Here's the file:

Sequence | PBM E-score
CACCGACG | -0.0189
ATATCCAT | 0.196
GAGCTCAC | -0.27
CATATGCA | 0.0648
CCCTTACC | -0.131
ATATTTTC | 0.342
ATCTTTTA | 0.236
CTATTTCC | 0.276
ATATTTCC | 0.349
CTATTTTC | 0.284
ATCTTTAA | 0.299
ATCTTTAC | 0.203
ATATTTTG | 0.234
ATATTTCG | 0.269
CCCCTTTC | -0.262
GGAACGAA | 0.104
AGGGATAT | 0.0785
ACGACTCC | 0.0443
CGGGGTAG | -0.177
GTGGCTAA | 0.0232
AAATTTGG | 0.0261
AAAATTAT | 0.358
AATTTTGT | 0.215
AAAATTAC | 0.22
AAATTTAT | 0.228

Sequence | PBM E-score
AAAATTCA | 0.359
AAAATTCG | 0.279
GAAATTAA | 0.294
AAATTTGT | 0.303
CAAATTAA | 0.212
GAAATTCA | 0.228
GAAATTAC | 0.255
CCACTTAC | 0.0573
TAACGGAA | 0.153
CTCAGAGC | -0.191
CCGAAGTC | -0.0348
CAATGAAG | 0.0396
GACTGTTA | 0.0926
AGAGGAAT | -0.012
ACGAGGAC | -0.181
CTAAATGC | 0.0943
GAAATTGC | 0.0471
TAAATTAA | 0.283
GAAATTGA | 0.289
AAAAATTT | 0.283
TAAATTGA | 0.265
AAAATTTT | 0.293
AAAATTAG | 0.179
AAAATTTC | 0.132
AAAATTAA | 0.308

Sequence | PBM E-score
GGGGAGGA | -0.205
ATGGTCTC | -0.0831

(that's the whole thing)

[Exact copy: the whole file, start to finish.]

Sequence | PBM E-score
CACCGACG | -0.0189
ATATCCAT | 0.196
GAGCTCAC | -0.27
CATATGCA | 0.0648
CCCTTACC | -0.131
ATATTTTC | 0.342
ATCTTTTA | 0.236
CTATTTCC | 0.276
ATATTTCC | 0.349
CTATTTTC | 0.284
ATCTTTAA | 0.299
ATCTTTAC | 0.203
ATATTTTG | 0.234
ATATTTCG | 0.269
CCCCTTTC | -0.262
GGAACGAA | 0.104
AGGGATAT | 0.0785
ACGACTCC | 0.0443
CGGGGTAG | -0.177
GTGGCTAA | 0.0232
AAATTTGG | 0.0261
AAAATTAT | 0.358
AATTTTGT | 0.215
AAAATTAC | 0.22
AAATTTAT | 0.228

Sequence | PBM E-score
AAAATTCA | 0.359
AAAATTCG | 0.279
GAAATTAA | 0.294
AAATTTGT | 0.303
CAAATTAA | 0.212
GAAATTCA | 0.228
GAAATTAC | 0.255
CCACTTAC | 0.0573
TAACGGAA | 0.153
CTCAGAGC | -0.191
CCGAAGTC | -0.0348
CAATGAAG | 0.0396
GACTGTTA | 0.0926
AGAGGAAT | -0.012
ACGAGGAC | -0.181
CTAAATGC | 0.0943
GAAATTGC | 0.0471
TAAATTAA | 0.283
GAAATTGA | 0.289
AAAAATTT | 0.283
TAAATTGA | 0.265
AAAATTTT | 0.293
AAAATTAG | 0.179
AAAATTTC | 0.132
AAAATTAA | 0.308

Sequence | PBM E-score
GGGGAGGA | -0.205
ATGGTCTC | -0.0831